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Rapid diversification of the Australian Amitermes group during late Cenozoic climate change

Citation

Heimburger, Bastian et al. (2022), Rapid diversification of the Australian Amitermes group during late Cenozoic climate change, Dryad, Dataset, https://doi.org/10.5061/dryad.sn02v6x6m

Abstract

Late Cenozoic climate change led to the progressive aridification of Australia over the past 15 million years. This gradual biome turnover fundamentally changed Australia’s ecosystems, opening new niches and prompting diversification of plants and animals. One example are termites of the Australian Amitermes Group (AAG), consisting of the Australian Amitermes and affiliated genera. Although the most speciose and diverse higher termite group in Australia, little is known about its evolutionary history. We used ancestral range reconstruction and diversification analyses to illuminate (1) phylogenetic relationships of the AAG, (2) biogeographical processes leading to the current continent-wide distribution, and (3) timing and pattern of diversification in the context of late Cenozoic climate change. By estimating the largest time-calibrated phylogeny for this group to date, we demonstrate monophyly of the AAG and confirm that their ancestor arrived in Australia ~11-10 million years ago from Southeast Asia. Ancestral range reconstruction indicates that Australia’s monsoon region was the launching point for a continental radiation shaped by dispersal and within-biome speciation rather than vicariance. We found that multiple arid-zone species diversified from mesic and tropical ancestors in the Plio-Pleistocene, but also observed diversification in the opposite direction. Finally, we show that diversification steadily increased from ~8-9 Ma during the “Hill Gap” and accelerated from ~4 Ma in concert with major ecological change during the Pliocene. Consistent with rapid diversification, species accumulation then slowed down into the present, likely caused by progressive niche saturation. This study provides a stepping stone for predicting future responses of Australia's termite fauna in the face of human-mediated climate change.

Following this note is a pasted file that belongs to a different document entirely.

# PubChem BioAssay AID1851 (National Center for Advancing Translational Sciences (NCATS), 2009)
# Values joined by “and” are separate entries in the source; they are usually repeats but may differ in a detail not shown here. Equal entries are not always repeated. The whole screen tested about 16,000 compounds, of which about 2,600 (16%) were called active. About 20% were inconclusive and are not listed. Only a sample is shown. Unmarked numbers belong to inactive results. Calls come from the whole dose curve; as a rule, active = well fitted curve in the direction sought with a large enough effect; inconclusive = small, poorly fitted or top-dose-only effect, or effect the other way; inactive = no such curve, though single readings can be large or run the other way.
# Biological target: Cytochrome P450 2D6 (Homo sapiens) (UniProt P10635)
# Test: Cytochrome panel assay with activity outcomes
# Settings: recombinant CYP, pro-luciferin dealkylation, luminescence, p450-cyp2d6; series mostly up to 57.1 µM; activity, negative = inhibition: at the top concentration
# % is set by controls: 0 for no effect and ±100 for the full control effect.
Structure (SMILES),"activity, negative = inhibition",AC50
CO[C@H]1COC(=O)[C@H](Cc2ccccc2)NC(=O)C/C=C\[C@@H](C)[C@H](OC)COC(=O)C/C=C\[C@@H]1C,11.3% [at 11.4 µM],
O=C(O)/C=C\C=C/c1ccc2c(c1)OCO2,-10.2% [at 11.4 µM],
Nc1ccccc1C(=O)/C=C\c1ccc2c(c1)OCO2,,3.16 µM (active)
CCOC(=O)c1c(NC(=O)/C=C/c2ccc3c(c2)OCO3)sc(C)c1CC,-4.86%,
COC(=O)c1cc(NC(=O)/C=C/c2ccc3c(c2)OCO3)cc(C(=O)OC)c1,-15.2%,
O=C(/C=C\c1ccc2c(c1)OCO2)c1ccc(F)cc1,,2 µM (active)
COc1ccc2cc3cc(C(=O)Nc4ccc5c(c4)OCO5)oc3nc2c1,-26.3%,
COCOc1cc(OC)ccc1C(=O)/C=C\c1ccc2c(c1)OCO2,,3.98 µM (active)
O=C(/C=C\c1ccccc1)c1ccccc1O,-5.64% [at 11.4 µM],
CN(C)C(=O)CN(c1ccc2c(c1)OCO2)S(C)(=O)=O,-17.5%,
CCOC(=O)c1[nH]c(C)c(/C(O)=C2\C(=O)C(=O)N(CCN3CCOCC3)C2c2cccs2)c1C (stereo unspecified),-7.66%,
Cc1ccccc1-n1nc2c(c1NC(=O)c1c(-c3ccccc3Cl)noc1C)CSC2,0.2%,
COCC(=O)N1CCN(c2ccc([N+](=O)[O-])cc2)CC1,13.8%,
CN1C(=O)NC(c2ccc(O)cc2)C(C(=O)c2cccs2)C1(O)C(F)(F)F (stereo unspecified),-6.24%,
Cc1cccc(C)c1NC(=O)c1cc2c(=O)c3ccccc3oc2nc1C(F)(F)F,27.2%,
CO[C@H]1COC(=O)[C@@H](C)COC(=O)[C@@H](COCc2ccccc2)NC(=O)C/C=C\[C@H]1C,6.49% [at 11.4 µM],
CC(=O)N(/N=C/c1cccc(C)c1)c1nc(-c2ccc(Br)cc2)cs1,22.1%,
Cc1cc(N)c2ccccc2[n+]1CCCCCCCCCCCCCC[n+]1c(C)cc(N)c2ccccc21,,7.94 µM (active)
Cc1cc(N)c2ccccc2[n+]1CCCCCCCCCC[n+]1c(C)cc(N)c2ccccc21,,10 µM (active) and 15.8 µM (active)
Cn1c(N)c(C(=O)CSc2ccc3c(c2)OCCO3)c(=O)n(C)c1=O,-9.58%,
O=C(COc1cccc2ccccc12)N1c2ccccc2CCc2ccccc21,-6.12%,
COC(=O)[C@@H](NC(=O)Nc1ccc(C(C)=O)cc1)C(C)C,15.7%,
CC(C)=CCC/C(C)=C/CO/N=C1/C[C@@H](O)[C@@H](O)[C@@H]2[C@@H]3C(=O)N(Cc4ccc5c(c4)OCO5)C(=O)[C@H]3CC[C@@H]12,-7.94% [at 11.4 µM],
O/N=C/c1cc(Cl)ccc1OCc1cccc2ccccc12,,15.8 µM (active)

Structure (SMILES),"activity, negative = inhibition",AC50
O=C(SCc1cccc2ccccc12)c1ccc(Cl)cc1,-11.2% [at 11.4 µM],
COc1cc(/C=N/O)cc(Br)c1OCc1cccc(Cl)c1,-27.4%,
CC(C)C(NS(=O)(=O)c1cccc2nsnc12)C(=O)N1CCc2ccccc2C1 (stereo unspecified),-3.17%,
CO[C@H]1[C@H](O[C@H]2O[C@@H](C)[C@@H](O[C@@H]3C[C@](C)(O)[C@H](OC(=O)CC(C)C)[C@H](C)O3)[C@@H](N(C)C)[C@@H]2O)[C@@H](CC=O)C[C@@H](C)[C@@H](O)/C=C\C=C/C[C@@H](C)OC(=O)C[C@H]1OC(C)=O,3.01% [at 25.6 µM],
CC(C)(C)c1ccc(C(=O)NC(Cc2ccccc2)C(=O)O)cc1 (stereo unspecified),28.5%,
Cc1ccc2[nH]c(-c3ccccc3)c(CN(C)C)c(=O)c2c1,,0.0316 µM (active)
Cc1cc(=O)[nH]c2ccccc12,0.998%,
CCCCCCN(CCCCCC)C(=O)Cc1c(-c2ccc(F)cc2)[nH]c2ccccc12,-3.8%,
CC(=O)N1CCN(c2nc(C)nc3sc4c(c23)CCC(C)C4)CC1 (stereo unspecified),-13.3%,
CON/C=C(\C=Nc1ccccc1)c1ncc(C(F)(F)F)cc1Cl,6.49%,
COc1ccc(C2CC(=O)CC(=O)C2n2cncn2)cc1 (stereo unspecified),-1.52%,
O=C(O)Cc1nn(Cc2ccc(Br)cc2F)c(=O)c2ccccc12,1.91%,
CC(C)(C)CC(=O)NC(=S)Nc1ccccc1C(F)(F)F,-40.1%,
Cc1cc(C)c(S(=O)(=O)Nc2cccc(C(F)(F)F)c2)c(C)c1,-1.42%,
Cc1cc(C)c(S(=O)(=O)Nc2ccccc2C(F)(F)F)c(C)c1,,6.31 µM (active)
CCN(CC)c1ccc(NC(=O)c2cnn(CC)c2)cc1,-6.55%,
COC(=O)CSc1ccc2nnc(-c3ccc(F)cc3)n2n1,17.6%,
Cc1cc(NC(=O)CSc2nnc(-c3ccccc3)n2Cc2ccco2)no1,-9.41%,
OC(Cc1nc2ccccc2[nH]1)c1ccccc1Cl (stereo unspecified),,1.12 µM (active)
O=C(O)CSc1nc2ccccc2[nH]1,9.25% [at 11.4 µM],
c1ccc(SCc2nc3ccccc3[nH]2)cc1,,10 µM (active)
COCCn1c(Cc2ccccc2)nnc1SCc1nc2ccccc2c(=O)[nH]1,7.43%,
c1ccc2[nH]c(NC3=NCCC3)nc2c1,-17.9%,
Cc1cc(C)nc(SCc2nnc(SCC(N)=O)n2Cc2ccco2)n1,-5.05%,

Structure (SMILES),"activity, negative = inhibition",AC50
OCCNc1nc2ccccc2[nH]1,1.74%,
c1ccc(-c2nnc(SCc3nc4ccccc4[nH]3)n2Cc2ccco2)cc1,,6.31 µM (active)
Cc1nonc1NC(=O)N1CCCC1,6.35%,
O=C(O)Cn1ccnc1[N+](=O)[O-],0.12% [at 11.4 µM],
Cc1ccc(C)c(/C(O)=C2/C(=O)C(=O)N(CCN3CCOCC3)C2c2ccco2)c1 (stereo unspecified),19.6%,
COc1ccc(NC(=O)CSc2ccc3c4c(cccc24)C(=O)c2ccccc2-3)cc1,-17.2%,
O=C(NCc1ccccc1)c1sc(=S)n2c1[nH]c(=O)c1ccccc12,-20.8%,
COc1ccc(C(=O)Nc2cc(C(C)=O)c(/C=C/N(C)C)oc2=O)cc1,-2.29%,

Usage Notes

Data includes Nexus alignment files and reconstructed phylogenetic trees.

heimburgeretal2022_original_beast_tree.nex --> time-dated pyhlogeny reconstructed with BEAST 2.6.1 including all 135 mitochondrial genome sequences

heimburgeretal2022_original_iqtree.nwk --> maximum-likelihood phylogeny reconstructed with IQ-TREE ver. 2.0.6 including all 135 mitochondrial genome sequences

heimburgeretal2022_posterior_trees.nex --> 100 randomly sampled, pruned trees from the posterior distribution of the Bayesian analysis

heimburgeretal2022_pruned_beast_tree.nex --> pruned time-dated phylogeny including non-Australian Amitermes and AAG taxa (for more details see Materials and Methods)

heimburgeretal2022_with_3rd_codon_position.nex --> Nexus alignment including 135 termite taxa and 3rd codon positions

heimburgeretal2022_without_3rd_codon_position.nex --> Nexus alignment including 135 termite taxa without 3rd codon positions (for more details see Materials and Methods)